James Ward’s wounds heal after Albion Rovers axe

Six months ago James Ward appeared to have a blossoming managerial career ahead of him after he had taken Albion Rovers to within 12 minutes of a Scottish Cup semi-final place at the expense of Rangers.

James Ward enjoyed his season in charge of Albion Rovers before being unceremoniously sacked. Picture: SNS
James Ward enjoyed his season in charge of Albion Rovers before being unceremoniously sacked. Picture: SNS

Bilel Moshni headed in a controversial equaliser but Rovers, who had beaten Motherwell on their way to the last eight, held out for a replay that was lost 2-0. Ward had granted interview after interview ahead of the meetings with the Ibrox side to help generate positivity around the Coatbridge club, but he now finds himself out of football.

The manner of his exit from the game was harsh in the extreme, as he had called former chairman John 
Devlin to inform him he was signing a player, only to be told that he was 
getting the sack.

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Ward was taken aback at the timing and nature of the move. “My sacking came right out of the blue,” he recalled. “I was on a training course in London for my job with Youth Enterprise 
Scotland and I had called the chairman to tell him that I had persuaded Gary Fisher to join us.

“He told me that I was being sacked and two minutes later he announced on twitter that Darren Young was the new manager. It was a strange day.”

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Ward had been offered and signed a new contract at the end of last season and had put together a squad of 18 players, with his dismissal coming just three days ahead of pre-season starting. No reason other than a change of direction was given, but Ward believes that if it had not happened in the close-season, it would have happened by now.

Ward said: “I view myself as collateral damage as there was obviously changes in the boardroom planned that have now come to pass. The chairman has also left and whilst I was disappointed that I never got the chance to build a relationship with the new board, I can accept they wanted their own manager in.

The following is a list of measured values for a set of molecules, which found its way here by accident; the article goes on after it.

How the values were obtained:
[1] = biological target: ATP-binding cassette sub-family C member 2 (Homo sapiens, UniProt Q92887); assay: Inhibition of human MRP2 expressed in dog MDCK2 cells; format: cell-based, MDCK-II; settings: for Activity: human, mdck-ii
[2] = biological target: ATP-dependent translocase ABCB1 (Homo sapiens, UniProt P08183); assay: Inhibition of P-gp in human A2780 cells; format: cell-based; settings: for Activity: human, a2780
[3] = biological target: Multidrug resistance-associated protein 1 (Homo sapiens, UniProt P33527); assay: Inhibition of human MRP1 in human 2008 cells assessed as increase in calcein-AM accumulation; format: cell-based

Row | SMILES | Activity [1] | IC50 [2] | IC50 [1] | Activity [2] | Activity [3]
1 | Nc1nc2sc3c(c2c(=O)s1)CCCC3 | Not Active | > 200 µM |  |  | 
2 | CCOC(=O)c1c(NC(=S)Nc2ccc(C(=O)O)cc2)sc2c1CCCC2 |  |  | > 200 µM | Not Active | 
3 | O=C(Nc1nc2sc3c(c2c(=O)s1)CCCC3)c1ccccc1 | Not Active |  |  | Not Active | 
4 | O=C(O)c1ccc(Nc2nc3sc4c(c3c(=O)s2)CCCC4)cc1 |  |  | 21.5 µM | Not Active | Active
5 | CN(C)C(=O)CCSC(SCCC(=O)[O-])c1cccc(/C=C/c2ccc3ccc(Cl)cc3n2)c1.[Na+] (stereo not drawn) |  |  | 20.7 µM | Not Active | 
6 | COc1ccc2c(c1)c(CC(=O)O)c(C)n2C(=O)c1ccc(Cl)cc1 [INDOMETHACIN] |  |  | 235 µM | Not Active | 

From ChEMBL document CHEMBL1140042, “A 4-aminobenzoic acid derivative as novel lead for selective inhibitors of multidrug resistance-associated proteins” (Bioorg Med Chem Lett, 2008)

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“I had players and all our pre-season plans in place, and, to me, everything was heading in the right direction. I felt I had a responsibility to the players that I had re-signed and the ones I had brought to the club and I was not going to fulfil that.

“I also never got to say cheerio to the volunteers behind the scenes and that was disappointing.

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“The squad that was built is good enough to win promotion if there are no distractions and it was good to see them at the top of the league before the weekend’s games.”

The League 2 side are also now debt-free, with Ward joking: “Mind you, I think I am due a few pounds as after the first game of last season, which was also against Rangers in the Ramsdens Cup, I came out with £70 less tax. That was my pay when I was the assistant manager to Todd Lumsden and after paying for my own phone calls and petrol I was out of pocket.

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“Thankfully for me, the job was never about money it was all about 
passion and loving the game.

“I only had the one season in charge and the chairman told me that, given the resources we had, he would take that season over any season in terms of the financial benefit it had brought.

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“He felt at the time that the intensity surrounding the Scottish Cup run had made it difficult to maintain a promotion push.

“If it wasn’t for the Scottish Cup run I reckon we would have made the play-offs, but a first-ever win over Motherwell, a first Scottish Cup quarter-final place in 80 years, and coming within a few minutes of beating Rangers adds up to a positive contribution to the club.”

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Ward insists he has moved on and bears no resentment to Rovers. He 
explained: “Things happen for a 
reason and in my case I may have had to give up the job anyway. My mum Alice took ill two months ago and passed away at the end of August. I may have had to make the decision to walk away to be with her in her last few weeks as I could not dedicate the time to football that was needed. Family comes first.”

Ward, who has worked as a scout in the past, is keen to return to the game. He said: “I had a spell out of football when Allan Maitland and I both left Alloa and I filled that by scouting for Crystal Palace and Fulham.

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“I told the two clubs to sign Aaron Taylor-Sinclair from Partick three years ago but neither of them could agree a deal with Thistle. I enjoyed doing that and working with both clubs, trying to find them players who can hit top 
performances in over 40 games a season. Hopefully Aaron can do that at Wigan. I used that time [scouting] to reflect on things and I am using this time for that as well. My batteries are now re-charged and I am ready to be involved again.”